(2/3) How to use AI technology to gain insights, streamline customer service and increase revenue

(2/3) How to use AI technology to gain insights, streamline customer service and increase revenue

Actions to mitigate those risks

By gaining more insight into what customers are asking, combining that with customer service automation and encouraging customers to come forward, an incredible continuous revenue improvement cycle can be set up.

Action 1 - gaining insights

Knowledge is power

Before we change anything, the first step is to understand why customers are contacting us.

The goal is to know the why such that structural adjustments to the process or product can be made that caused the question. This will avoid such questions in the future.

Most companies today have some notion of this:

  • 13% questions on billing
  • 21% product questions
  • 6% sales quotes
  • ...
  • 54% other / general

Does that sound familiar? These are typically the contact reason drop-downs in CRM systems that have somewhere between five and several hundreds of options service agents need to chose from. The agents are notoriously falling back on the 'other / general' reason which is overrepresented.

The problem with these contact reasons is that they are too high-level and prone to service agent error. Instead, what we want are contact reasons at a very granular level.

This is where Orion comes in. Orion will automatically determine the detailed primary contact reason for each question. These will be aggregated such that those insights are continuously available. This looks like this:

  • month October: 4.5% billing | information on invoice unclear
  • month October: 2.8% billing | dispute of charges on invoice
  • ...
  • month October: 7.1% selfservice | selfservice raised error when changing delivery address
  • month October: 6.7% sales | questions regarding the warranty period of product ABC
  • ...

Benefit of detailed insights

With this detail in hand, the customer service department is empowered to raise the issue with other departments. Together, they can prioritise which structural fix to apply first according to question volume and the value for the company. A continuous company-wide improvement process can now take form, resulting in less customer questions and increased revenue.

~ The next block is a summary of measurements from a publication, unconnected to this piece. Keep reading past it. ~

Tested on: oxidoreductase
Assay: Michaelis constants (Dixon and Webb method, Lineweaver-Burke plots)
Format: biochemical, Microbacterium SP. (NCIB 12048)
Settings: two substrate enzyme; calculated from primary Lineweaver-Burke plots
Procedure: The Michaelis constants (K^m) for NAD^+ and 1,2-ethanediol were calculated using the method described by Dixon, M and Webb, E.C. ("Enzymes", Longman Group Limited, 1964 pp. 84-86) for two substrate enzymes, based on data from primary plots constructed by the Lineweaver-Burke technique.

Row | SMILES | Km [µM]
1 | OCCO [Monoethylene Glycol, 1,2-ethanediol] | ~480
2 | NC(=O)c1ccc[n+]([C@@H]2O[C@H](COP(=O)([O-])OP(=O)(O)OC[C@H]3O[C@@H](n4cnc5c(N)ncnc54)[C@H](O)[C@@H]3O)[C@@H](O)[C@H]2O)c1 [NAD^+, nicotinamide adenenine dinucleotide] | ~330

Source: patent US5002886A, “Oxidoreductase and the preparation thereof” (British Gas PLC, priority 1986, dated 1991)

Action 2 - automation

Applying targeted answer automation and deflection

Now we have insight into why customers are reaching out, we must be realistic and acknowledge that:

  1. Not all structural fixes can be applied immediately because company resources for such projects are limited in time.
  2. Some question volume will always remain even though measures have been taken.

In order to deal with that, make sure to answer as efficient as possible on the questions flowing in. Since Orion is able to identify the contact reasons, this is an ideal candidate to apply automated answering and deflection:

  • Automated answering: Orion has recognised the contact reason with great certainty and will answer the customer with a predefined answer (this can include customer specific information such as delivery address, delivery time, ... or other information retrieved from the ERP system). It is crucial that you answer as specific as possible as it will avoid additional follow-up questions by the customer.
  • Deflection: Orion is fairly certain regarding the contact reasons or has detected multiple contact reasons. Orion sends a limited set of self-help articles to the customer. The customer can always indicate to transfer the question to a human service agent.

Action 3 - open the gates

Getting those silent customers with problems to reach out to customer service

Everything is now in place for our final action: we will now attempt to increase the percentage of customers with problems that are not reaching out.

Otherwise put: we want as much customers as possible to communicate their issues to us.

Does that sound crazy? We are aware that traditionally customer service has always been viewed as a cost-incurring, not generating any revenue. As a consequence it often happens that customer service is making it purposefully difficult for the customer to reach out (hiding email addresses and contact forms, burying telephone numbers deep in the general terms,...).

Although such strategies reduce customer service cost in the short-term, they are detrimental to revenue in the long-term. As illustrated above, the vast majority of customers at risk (churn) is within the population of customers with issues that are not reaching out. When customers are enabled to contact you, issues become visible and solvable. Churn decreases and revenue goes up.

We are deliberately taking actions in this order. If you are to open the gates immediately, you risk flooding your service agents. Instead, when you have fixed your number one process/product issues and you have (some) automation in place, then you are ready to open the gates.

Want to know what the results are? Check our next blog post!

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